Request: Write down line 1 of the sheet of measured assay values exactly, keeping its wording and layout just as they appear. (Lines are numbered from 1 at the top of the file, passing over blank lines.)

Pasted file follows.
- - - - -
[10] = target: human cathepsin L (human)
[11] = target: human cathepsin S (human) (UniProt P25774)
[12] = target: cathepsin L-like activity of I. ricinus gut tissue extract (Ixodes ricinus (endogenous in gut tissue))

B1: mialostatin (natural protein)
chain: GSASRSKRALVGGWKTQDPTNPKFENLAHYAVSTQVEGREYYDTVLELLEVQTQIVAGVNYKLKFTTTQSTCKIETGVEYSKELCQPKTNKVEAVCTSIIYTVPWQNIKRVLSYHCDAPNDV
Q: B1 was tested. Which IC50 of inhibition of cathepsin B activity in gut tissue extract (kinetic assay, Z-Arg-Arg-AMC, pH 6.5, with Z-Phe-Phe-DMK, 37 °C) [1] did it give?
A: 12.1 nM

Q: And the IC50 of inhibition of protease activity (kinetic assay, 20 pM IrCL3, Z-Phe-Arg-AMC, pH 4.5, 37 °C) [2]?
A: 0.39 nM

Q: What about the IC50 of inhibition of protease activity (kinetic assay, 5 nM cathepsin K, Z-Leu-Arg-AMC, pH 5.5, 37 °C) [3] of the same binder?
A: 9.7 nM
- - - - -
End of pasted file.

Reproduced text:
[10] = target: human cathepsin L (human)